Come and take us along the way, O God, so that we may embrace what you promise and take the risk to leave behind what is known. This may not be an easy journey and yet, your promises are so bold they pull us into them. Help us to let go of today and fly off into your blessed Reign. Amen

Tuesday, March 15, 2005

Tuesday, 15 March, 2005

Text: Galatians 3:15-18
Brothers and sisters, I give an example from daily life: once a person's will has been ratified, no one adds to it or annuls it. Now the promises were made to Abraham and to his offspring; it does not say, "And to offspings," as of many; but it says "And to your offspring." that is, to one person, who is Christ. My point is this; the law, which came four hundred thirty years later, does not annul a covenant previously ratified by God, so as to nullify the promise, For if the inheritance comes from the law, it no longer comes from the promise; but God granted it to Abraham through the promise.
I have always found this to be an interesting argument. Paul seems to make a major jump to put into the text about Abraham the notion of the Seed being Christ. But then, he makes no jump at all when he uses the legal example. The promise to Abraham was a one sided covenant. God will do this(period). God will make the people. God will bless. God will grant an inheritance to the seed of Abraham(period). That was followed in time by the "law" - another type of covenant that calls an agreement between two parties, in this case a "lord" and "lessers." The most important argument Paul is making is that since the Abrahamic covenant was first, it stands. The way we see the law is that it is given for the welfare of the "chosen" people. It is not the vehicle for salvation or making ones life right before God so as to be welcome before God. Paul is urging his friends to stay grounded in the promise he see coming through Abraham and now available to all people - even the traditiona outsiders - Gentiles.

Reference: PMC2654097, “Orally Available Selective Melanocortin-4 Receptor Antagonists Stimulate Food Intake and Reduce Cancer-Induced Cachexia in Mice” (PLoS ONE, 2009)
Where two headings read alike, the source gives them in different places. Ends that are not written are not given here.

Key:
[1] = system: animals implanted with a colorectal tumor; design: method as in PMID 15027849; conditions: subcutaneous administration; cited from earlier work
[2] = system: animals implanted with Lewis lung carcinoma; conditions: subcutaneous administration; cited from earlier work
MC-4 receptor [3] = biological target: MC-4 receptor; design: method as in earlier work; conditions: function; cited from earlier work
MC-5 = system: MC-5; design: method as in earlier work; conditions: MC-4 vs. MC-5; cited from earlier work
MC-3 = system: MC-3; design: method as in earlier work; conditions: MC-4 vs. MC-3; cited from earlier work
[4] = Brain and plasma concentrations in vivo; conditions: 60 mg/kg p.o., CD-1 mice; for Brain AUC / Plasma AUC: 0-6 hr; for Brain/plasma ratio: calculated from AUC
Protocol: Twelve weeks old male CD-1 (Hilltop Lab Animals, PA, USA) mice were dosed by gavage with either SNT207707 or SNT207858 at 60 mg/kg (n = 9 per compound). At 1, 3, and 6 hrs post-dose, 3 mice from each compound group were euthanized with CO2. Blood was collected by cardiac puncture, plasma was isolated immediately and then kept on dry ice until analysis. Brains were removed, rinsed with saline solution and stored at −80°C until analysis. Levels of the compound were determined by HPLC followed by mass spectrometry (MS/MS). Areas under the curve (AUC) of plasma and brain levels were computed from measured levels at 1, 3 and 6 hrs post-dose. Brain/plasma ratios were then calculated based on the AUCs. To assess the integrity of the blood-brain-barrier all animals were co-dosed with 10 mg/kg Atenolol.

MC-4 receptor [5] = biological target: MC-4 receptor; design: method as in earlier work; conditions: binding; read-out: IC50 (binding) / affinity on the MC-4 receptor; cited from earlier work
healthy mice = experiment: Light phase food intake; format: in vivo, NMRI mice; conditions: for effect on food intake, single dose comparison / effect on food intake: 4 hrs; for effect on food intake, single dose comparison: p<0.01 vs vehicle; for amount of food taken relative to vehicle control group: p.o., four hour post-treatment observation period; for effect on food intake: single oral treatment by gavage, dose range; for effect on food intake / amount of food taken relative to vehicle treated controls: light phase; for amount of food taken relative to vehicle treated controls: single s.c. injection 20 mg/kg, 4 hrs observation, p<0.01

Connection: God's promise - is everlasting. Nothing will come up in this day to say that it will no longer be the steadfast rule among us. We are surely called into a "holy" life today...but it is always in grateful response to the original promise of "God for us."
O God of promise and promise keeping, in Christ you sent your promise for life out into the whole world. We are recipients of that promise through Christ and we now live in the assurance of your gift of life. Let you Holy Spirit inspire us to see the people around as just such recipients of your grace. May our lives reflect the promise as we dance in this day in your name. Amen.

Monday, March 14, 2005

14 March 2005

Walter Brueggeman continues with the notion that Inversions begin in a change of language and he offers this second example:

The third image is that of nourishment. If you eat the bread of Babylon for very long you will be destroyed. There were some who liked the bread of Babylon and they became Babylonians, but Israelites who are exiles will not accommodate that imperial bread. so the poet in his statement about alternative bread dismantles the Babylonian bakery: